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McGill student takes on McTrash

by Archives April 11, 2007

What started as a project for management class, coupled with some late night visits to the local McDonald’s, has become a mission in its own right for Geraldine Leung: to compel the fastfood giant to rethink its trash-disposal practices and start using more biodegradeable materials.

Noting the types of material used at McDonald’s for food packaging (and seeing them thrown out minutes later), she was inspired to mount a campaign.

“The sandwich wraps, the paper boxes, all the materials they use for packaging just sits on the food for a minute, but it takes years for them to be biodegradeable. They have a long environmental impact…It made me very angry, it’s such a waste,” said the third-year McGill student.

Leung is majoring in animal biology, but it was her “social contacts in business” class that led her to take a closer look at her surroundings with an eye to push for change in her community. Three months since, she has gathered roughly 500 signatures for her campaign against practices applied all around the globe by Macdonald’s.

“Considering the enormous number of locations, even local changes at the nearby restaurants can make a world of difference,” wrote Leung in her blog, which contains all her findings and research for her three-month-old campaign.

She believes that consumers aren’t helpless when they are faced with dubious corporate practices: “the big corporations rely on customers’ money to survive, so we actually have alot of say,” she said.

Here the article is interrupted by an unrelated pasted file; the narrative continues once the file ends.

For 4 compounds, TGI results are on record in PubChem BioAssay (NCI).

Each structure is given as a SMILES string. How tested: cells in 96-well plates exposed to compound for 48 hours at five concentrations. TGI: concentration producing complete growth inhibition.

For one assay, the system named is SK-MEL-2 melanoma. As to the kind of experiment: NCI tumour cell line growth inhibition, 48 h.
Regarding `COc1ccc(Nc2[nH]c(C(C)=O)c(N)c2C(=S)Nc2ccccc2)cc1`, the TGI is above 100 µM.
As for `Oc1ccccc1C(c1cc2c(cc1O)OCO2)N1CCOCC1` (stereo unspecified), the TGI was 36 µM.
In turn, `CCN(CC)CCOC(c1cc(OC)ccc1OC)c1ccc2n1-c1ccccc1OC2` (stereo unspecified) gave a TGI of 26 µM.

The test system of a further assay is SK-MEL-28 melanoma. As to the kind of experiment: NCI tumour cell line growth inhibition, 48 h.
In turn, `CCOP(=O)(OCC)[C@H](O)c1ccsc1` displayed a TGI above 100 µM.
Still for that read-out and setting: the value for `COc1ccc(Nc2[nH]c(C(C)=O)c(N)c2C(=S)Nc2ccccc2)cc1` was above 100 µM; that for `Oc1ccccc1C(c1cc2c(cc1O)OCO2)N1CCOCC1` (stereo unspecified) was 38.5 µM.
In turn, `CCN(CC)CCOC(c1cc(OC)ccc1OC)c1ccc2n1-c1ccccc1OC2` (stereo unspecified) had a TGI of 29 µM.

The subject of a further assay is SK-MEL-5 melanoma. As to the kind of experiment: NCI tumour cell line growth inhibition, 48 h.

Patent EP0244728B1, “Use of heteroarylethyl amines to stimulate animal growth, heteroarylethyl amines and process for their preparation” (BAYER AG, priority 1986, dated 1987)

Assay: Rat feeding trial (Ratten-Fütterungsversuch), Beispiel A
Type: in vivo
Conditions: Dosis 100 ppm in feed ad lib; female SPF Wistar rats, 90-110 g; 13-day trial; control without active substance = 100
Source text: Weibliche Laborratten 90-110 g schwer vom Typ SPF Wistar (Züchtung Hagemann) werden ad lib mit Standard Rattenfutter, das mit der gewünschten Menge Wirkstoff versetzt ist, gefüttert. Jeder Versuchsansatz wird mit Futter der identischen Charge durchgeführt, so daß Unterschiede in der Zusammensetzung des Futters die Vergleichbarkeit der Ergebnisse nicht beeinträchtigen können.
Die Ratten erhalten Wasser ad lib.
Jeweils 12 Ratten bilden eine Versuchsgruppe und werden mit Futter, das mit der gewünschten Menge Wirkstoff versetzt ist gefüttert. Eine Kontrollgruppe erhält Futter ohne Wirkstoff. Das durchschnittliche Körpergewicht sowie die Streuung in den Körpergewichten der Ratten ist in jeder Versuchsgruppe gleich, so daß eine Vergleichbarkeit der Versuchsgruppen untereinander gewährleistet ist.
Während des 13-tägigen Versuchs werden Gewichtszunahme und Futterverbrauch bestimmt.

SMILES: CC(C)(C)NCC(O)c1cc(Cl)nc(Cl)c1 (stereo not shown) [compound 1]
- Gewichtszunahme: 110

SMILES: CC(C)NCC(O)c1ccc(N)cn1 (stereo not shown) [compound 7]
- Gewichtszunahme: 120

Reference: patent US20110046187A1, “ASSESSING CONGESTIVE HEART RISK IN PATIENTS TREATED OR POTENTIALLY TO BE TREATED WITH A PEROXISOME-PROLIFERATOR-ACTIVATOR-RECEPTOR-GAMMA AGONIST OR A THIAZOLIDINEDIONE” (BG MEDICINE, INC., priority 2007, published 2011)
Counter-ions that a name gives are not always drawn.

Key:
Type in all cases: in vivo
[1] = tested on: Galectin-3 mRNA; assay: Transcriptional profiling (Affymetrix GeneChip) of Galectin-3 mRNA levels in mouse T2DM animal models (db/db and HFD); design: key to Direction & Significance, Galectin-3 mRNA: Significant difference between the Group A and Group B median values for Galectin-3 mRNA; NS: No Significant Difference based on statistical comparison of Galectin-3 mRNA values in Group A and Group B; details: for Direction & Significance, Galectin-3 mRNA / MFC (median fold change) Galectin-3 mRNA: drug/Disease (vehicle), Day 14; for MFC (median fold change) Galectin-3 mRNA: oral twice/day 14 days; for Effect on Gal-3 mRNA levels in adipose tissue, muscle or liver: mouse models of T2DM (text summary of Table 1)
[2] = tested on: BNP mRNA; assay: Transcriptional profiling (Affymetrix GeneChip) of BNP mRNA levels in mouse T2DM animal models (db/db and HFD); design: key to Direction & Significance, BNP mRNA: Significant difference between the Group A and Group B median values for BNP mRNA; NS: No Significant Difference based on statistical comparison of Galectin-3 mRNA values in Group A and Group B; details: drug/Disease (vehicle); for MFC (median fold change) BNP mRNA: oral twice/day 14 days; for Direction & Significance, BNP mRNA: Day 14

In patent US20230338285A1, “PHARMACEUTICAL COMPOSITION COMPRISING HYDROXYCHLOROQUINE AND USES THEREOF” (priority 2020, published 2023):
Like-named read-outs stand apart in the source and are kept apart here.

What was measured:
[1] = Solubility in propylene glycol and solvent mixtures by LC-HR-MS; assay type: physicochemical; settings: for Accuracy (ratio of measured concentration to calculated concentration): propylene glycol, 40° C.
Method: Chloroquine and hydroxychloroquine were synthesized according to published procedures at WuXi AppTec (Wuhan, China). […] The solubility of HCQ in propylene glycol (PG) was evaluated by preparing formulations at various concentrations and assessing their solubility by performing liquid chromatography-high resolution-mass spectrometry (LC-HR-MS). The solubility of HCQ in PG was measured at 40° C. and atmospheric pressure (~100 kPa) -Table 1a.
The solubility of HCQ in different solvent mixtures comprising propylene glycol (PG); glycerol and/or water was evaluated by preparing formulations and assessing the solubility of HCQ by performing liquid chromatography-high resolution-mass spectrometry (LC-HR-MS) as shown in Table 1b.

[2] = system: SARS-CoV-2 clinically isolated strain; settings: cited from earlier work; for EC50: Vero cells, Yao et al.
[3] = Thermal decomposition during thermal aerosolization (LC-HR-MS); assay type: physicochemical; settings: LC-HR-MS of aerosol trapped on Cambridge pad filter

She proposed a list of changes in the materials provided by McDonald’s in its foodservice, which are as minutely-detailed as replacing plastic stir sticks with ones made of birchwood – the latter being a compostable material. Her proposals are six in all. (See sidebar)

Even though this is her first time campaigning for an environmental issue, Leung said that she had received many positive responses, particularly from environmental groups. However, she wasn’t only looking for those who already have the same direction. She also promoted her petition at Dawson College, on the McGill campus, as well as to customers outside MacDonald’s restaurants.

Response from the corporate franchise hasn’t been as forthcoming, according to Leung. The representative she spoke to cited that information regarding environmental policies could not be disclosed because of “competitive reasons.” Her visits to the official website did not reveal anything concrete, besides PR statements such as: “McDonald’s is recognized as an environmental leader for our commitment and our actions – to protect the environment for future generations.”

Given enough time (especially when her school work is out of the way) and gauging from the level of support so far, Leung believes that she can attain 10,000 signatures for her petition within a year.

Though she was stonewalled by the reps she spoke to, she only felt more motivated to push on with her petition.

“It makes me want to work harder to get exposure for my project, [and find] more people to back me up.”

For more information on Leung’s campaign, visit http://changemcdonalds.blogspot.com

Geraldine Leung advocates the following changes for McDonald’s:

1) Eliminating double-cupping coffee cups – using cup sleeves instead

2) Compostable birch wood coffee stirrers instead of plastic stirrers

3) Reducing the price for coffee drinkers who use travel mugs

4) Refillable pepper and salt shakers instead of disposable packets

5) Finding an organic, biodegradable alternative for non-recycleable sandwich wraps

6) A recycling program for the plastic items such as forks, knives, sundae containers, salad containers.

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